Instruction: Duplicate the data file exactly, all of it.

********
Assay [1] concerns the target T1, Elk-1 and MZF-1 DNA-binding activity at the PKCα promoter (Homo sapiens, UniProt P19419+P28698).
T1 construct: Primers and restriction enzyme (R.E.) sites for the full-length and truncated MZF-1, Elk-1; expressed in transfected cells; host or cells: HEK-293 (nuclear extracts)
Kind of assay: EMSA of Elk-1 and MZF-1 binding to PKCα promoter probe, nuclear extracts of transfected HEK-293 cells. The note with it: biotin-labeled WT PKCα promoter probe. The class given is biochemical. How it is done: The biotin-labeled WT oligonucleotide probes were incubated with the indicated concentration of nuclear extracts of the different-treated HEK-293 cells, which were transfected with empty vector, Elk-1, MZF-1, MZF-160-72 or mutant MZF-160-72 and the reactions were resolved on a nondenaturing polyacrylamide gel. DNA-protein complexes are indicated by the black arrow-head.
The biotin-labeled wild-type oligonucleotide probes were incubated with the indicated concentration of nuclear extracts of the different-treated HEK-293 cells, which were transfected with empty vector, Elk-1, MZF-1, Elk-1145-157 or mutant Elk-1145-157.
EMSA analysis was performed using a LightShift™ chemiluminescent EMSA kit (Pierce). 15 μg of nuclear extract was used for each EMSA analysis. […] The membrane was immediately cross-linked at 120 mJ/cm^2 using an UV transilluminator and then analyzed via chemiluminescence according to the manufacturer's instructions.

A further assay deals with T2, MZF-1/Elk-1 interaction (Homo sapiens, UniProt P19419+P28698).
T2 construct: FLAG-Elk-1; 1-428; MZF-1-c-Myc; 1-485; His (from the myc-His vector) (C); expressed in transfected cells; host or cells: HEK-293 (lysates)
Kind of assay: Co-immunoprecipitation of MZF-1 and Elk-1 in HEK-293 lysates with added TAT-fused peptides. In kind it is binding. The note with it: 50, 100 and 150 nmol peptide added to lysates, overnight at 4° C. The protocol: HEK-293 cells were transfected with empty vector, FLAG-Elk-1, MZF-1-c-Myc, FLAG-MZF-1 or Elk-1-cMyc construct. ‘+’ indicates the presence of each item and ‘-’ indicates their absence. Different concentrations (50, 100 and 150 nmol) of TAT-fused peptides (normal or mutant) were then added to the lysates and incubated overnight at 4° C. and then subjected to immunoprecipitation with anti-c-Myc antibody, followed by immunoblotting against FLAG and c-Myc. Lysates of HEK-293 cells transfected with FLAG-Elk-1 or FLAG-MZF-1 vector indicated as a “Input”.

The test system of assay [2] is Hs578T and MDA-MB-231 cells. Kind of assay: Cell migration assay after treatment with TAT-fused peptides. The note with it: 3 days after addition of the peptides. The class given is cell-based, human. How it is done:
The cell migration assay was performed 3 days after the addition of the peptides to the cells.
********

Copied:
Assay [1] concerns the target T1, Elk-1 and MZF-1 DNA-binding activity at the PKCα promoter (Homo sapiens, UniProt P19419+P28698).
T1 construct: Primers and restriction enzyme (R.E.) sites for the full-length and truncated MZF-1, Elk-1; expressed in transfected cells; host or cells: HEK-293 (nuclear extracts)
Kind of assay: EMSA of Elk-1 and MZF-1 binding to PKCα promoter probe, nuclear extracts of transfected HEK-293 cells. The note with it: biotin-labeled WT PKCα promoter probe. The class given is biochemical. How it is done: The biotin-labeled WT oligonucleotide probes were incubated with the indicated concentration of nuclear extracts of the different-treated HEK-293 cells, which were transfected with empty vector, Elk-1, MZF-1, MZF-160-72 or mutant MZF-160-72 and the reactions were resolved on a nondenaturing polyacrylamide gel. DNA-protein complexes are indicated by the black arrow-head.
The biotin-labeled wild-type oligonucleotide probes were incubated with the indicated concentration of nuclear extracts of the different-treated HEK-293 cells, which were transfected with empty vector, Elk-1, MZF-1, Elk-1145-157 or mutant Elk-1145-157.
EMSA analysis was performed using a LightShift™ chemiluminescent EMSA kit (Pierce). 15 μg of nuclear extract was used for each EMSA analysis. […] The membrane was immediately cross-linked at 120 mJ/cm^2 using an UV transilluminator and then analyzed via chemiluminescence according to the manufacturer's instructions.

A further assay deals with T2, MZF-1/Elk-1 interaction (Homo sapiens, UniProt P19419+P28698).
T2 construct: FLAG-Elk-1; 1-428; MZF-1-c-Myc; 1-485; His (from the myc-His vector) (C); expressed in transfected cells; host or cells: HEK-293 (lysates)
Kind of assay: Co-immunoprecipitation of MZF-1 and Elk-1 in HEK-293 lysates with added TAT-fused peptides. In kind it is binding. The note with it: 50, 100 and 150 nmol peptide added to lysates, overnight at 4° C. The protocol: HEK-293 cells were transfected with empty vector, FLAG-Elk-1, MZF-1-c-Myc, FLAG-MZF-1 or Elk-1-cMyc construct. ‘+’ indicates the presence of each item and ‘-’ indicates their absence. Different concentrations (50, 100 and 150 nmol) of TAT-fused peptides (normal or mutant) were then added to the lysates and incubated overnight at 4° C. and then subjected to immunoprecipitation with anti-c-Myc antibody, followed by immunoblotting against FLAG and c-Myc. Lysates of HEK-293 cells transfected with FLAG-Elk-1 or FLAG-MZF-1 vector indicated as a “Input”.

The test system of assay [2] is Hs578T and MDA-MB-231 cells. Kind of assay: Cell migration assay after treatment with TAT-fused peptides. The note with it: 3 days after addition of the peptides. The class given is cell-based, human. How it is done:
The cell migration assay was performed 3 days after the addition of the peptides to the cells.